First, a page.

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How does a person become recognized as a Saint?

The Catholic Church recognizes certain people to be Saints only after a long and careful process of study called canonization.

But first, it may be helpful to explain what we mean when we call a person a Saint (with a capital "S"). Simply put, a Saint is a person acclaimed by the Church through an infallible declaration by the pope that the person is now in heaven and worthy of honor and imitation. Throughout the centuries, several hundred men and women have been recognized as Saints. Many of them are remembered in the liturgy throughout the year.

The process of canonizing Saints has changed through the centuries. There was a time during early Church history when Saints were recognized by popular acclaim. This process brought about the veneration of many holy men and women, but it also had its abuses. For example, canonization by acclamation often was based on stories and legends about certain men and women that may have been false. In order to safeguard against these kinds of things, the canonization process used in the Church today is more careful and critical.

First of all, there has to be general agreement that the person proposed for sainthood led a life of extraordinary holiness. Also, there usually is a group of admirers of this person who publicize his or her deeds and who submit his or her cause to the Vatican Congregation for the Causes of Saints. An extensive study is made of the person's life, even to the point of using a "devil's advocate" to try to disprove the person's holiness. After the proposed candidate passes this scrutiny, there must, in addition, be miracles attributed to this person's intercession. Again, there is careful scrutiny given to miraculous claims; they must be well documented before the Church will recognize them. A candidate is beatified after two miracles have been documented; they are then called "Blessed" and may be honored by the faithful. With the documentation and acceptance of a third miracle, the candidate is proclaimed a Saint by the pope.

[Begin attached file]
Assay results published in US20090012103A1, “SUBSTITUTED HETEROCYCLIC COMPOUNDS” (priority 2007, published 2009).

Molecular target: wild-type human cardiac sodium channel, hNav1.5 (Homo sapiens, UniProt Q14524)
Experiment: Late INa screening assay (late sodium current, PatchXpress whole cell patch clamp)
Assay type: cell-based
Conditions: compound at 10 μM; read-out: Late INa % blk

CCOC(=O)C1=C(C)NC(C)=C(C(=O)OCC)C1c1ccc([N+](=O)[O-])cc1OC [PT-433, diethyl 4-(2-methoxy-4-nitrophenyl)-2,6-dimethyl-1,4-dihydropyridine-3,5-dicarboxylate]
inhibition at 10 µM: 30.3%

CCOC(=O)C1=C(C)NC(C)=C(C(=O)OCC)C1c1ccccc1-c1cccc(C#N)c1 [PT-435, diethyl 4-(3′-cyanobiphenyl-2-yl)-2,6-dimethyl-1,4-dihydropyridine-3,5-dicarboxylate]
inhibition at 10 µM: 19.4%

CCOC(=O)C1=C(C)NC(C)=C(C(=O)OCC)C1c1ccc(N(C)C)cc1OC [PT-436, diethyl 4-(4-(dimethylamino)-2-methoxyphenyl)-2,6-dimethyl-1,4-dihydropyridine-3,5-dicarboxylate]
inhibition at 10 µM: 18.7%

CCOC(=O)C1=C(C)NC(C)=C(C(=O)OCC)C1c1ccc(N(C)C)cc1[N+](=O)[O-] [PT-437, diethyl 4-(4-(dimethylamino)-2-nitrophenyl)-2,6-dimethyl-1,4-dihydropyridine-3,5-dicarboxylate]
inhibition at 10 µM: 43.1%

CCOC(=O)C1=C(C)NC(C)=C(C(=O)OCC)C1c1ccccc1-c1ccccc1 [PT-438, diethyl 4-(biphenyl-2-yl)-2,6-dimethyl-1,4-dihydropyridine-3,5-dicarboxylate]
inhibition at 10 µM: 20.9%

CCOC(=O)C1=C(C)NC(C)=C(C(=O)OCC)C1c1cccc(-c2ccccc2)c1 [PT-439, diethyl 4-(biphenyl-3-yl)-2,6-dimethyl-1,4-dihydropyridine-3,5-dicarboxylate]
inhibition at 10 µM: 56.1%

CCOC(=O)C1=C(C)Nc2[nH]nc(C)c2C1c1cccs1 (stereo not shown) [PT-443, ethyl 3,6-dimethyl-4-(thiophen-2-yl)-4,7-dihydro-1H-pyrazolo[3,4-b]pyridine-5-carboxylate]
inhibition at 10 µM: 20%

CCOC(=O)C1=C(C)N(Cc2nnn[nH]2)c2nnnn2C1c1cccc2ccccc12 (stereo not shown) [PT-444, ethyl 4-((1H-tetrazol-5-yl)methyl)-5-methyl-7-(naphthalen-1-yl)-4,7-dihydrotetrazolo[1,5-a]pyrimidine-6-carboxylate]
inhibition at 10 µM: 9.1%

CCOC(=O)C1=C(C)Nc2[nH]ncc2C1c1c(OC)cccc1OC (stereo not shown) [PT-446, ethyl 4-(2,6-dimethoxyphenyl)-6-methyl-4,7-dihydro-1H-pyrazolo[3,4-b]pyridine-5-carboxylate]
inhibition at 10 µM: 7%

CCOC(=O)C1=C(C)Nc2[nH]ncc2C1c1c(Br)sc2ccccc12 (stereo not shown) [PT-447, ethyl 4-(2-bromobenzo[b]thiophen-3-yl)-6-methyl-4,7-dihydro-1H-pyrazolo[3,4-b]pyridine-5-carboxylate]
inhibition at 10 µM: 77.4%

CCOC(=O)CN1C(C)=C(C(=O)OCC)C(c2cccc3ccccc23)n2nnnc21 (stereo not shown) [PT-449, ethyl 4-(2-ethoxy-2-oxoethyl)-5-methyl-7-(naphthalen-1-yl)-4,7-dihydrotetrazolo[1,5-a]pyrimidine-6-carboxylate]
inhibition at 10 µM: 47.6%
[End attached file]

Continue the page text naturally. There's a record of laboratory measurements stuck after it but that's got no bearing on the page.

The process of canonization is different for martyrs. People who were killed because of their faith are sometimes canonized as Saints even though they may not have been exceptionally holy and without miracles attributed to them. The thinking here is that giving one's life for the faith is a sufficient indication that one chooses God above all else.

There also have been times when the pope granted dispensations from the usual canonization process to proclaim a person a Saint. A recent example was Pope John XXIII's canonization of St. Gregory Barbarigo in 1960.

Finally, we should recognize that by acclaiming certain men and women to be Saints, the Church is in no way saying that these people are the only ones believed to be with God in heaven.Undoubtedly, there are many others in heaven who have not been formally recognized as Saints. The biblical use of the word "saint" is in reference to those who have faith in Christ. These saints (with a small "s") enjoy the blessings of heaven just as fully as do the canonized Saints.

To obtain a printed copy of the Evangeline Scripts write to:
Evangelization Office
Diocese of Lake Charles
P.O. Box 3223
Lake Charles, La. 70602

Copyright 1991 Diocese of Lake Charles, La.
With Ecclesiastical Approbation
+ Jude Speyrer, S.T.L., D.D.
June 1991
Used with permission